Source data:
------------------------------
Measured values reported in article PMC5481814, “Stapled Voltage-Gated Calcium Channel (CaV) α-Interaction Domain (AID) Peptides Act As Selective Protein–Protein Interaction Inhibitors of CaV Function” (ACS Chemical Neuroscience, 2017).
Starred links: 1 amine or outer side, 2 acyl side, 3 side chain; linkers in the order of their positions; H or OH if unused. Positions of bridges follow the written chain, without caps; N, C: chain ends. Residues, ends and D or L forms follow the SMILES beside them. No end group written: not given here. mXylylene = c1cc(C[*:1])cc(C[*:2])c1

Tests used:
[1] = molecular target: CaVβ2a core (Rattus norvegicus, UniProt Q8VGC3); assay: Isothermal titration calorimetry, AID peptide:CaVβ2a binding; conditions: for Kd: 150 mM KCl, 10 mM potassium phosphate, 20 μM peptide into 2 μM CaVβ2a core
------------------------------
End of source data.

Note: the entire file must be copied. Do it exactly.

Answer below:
Measured values reported in article PMC5481814, “Stapled Voltage-Gated Calcium Channel (CaV) α-Interaction Domain (AID) Peptides Act As Selective Protein–Protein Interaction Inhibitors of CaV Function” (ACS Chemical Neuroscience, 2017).
Starred links: 1 amine or outer side, 2 acyl side, 3 side chain; linkers in the order of their positions; H or OH if unused. Positions of bridges follow the written chain, without caps; N, C: chain ends. Residues, ends and D or L forms follow the SMILES beside them. No end group written: not given here. mXylylene = c1cc(C[*:1])cc(C[*:2])c1

Tests used:
[1] = molecular target: CaVβ2a core (Rattus norvegicus, UniProt Q8VGC3); assay: Isothermal titration calorimetry, AID peptide:CaVβ2a binding; conditions: for Kd: 150 mM KCl, 10 mM potassium phosphate, 20 μM peptide into 2 μM CaVβ2a core